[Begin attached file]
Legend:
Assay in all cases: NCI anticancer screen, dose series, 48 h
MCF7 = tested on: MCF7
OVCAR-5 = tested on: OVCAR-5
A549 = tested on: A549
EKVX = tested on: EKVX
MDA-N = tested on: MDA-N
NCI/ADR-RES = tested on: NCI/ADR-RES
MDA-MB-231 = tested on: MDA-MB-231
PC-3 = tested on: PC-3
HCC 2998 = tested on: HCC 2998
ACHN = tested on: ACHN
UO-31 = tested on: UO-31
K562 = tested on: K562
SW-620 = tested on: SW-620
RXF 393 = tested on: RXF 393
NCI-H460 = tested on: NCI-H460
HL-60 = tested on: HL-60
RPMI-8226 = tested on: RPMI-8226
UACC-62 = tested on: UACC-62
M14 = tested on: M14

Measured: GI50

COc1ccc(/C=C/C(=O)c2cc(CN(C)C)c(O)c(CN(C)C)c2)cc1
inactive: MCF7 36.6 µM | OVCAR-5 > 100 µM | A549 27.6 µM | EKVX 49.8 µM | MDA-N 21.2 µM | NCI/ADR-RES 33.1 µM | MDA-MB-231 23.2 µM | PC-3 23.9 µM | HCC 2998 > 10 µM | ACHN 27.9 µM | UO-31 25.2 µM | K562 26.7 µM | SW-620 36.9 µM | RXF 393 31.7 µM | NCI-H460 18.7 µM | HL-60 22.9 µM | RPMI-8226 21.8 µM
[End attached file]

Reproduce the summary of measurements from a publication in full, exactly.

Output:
Legend:
Assay in all cases: NCI anticancer screen, dose series, 48 h
MCF7 = tested on: MCF7
OVCAR-5 = tested on: OVCAR-5
A549 = tested on: A549
EKVX = tested on: EKVX
MDA-N = tested on: MDA-N
NCI/ADR-RES = tested on: NCI/ADR-RES
MDA-MB-231 = tested on: MDA-MB-231
PC-3 = tested on: PC-3
HCC 2998 = tested on: HCC 2998
ACHN = tested on: ACHN
UO-31 = tested on: UO-31
K562 = tested on: K562
SW-620 = tested on: SW-620
RXF 393 = tested on: RXF 393
NCI-H460 = tested on: NCI-H460
HL-60 = tested on: HL-60
RPMI-8226 = tested on: RPMI-8226
UACC-62 = tested on: UACC-62
M14 = tested on: M14

Measured: GI50

COc1ccc(/C=C/C(=O)c2cc(CN(C)C)c(O)c(CN(C)C)c2)cc1
inactive: MCF7 36.6 µM | OVCAR-5 > 100 µM | A549 27.6 µM | EKVX 49.8 µM | MDA-N 21.2 µM | NCI/ADR-RES 33.1 µM | MDA-MB-231 23.2 µM | PC-3 23.9 µM | HCC 2998 > 10 µM | ACHN 27.9 µM | UO-31 25.2 µM | K562 26.7 µM | SW-620 36.9 µM | RXF 393 31.7 µM | NCI-H460 18.7 µM | HL-60 22.9 µM | RPMI-8226 21.8 µM